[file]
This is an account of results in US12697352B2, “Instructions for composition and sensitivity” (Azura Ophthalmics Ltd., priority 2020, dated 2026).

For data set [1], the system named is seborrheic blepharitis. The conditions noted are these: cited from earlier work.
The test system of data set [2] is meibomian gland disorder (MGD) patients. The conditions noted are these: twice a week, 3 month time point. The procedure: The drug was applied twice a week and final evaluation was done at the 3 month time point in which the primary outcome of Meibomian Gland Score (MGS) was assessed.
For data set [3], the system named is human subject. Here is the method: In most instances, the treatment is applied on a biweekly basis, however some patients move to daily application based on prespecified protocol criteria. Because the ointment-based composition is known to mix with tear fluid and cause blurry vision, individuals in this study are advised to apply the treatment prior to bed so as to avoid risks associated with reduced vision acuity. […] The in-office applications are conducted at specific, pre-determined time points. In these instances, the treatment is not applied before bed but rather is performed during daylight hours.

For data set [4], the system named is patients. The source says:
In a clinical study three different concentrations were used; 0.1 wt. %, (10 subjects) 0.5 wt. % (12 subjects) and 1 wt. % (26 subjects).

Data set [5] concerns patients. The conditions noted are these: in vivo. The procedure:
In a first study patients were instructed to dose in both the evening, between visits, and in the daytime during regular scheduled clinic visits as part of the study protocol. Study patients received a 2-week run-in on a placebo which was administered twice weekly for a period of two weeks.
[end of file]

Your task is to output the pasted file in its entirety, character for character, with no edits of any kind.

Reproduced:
This is an account of results in US12697352B2, “Instructions for composition and sensitivity” (Azura Ophthalmics Ltd., priority 2020, dated 2026).

For data set [1], the system named is seborrheic blepharitis. The conditions noted are these: cited from earlier work.
The test system of data set [2] is meibomian gland disorder (MGD) patients. The conditions noted are these: twice a week, 3 month time point. The procedure: The drug was applied twice a week and final evaluation was done at the 3 month time point in which the primary outcome of Meibomian Gland Score (MGS) was assessed.
For data set [3], the system named is human subject. Here is the method: In most instances, the treatment is applied on a biweekly basis, however some patients move to daily application based on prespecified protocol criteria. Because the ointment-based composition is known to mix with tear fluid and cause blurry vision, individuals in this study are advised to apply the treatment prior to bed so as to avoid risks associated with reduced vision acuity. […] The in-office applications are conducted at specific, pre-determined time points. In these instances, the treatment is not applied before bed but rather is performed during daylight hours.

For data set [4], the system named is patients. The source says:
In a clinical study three different concentrations were used; 0.1 wt. %, (10 subjects) 0.5 wt. % (12 subjects) and 1 wt. % (26 subjects).

Data set [5] concerns patients. The conditions noted are these: in vivo. The procedure:
In a first study patients were instructed to dose in both the evening, between visits, and in the daytime during regular scheduled clinic visits as part of the study protocol. Study patients received a 2-week run-in on a placebo which was administered twice weekly for a period of two weeks.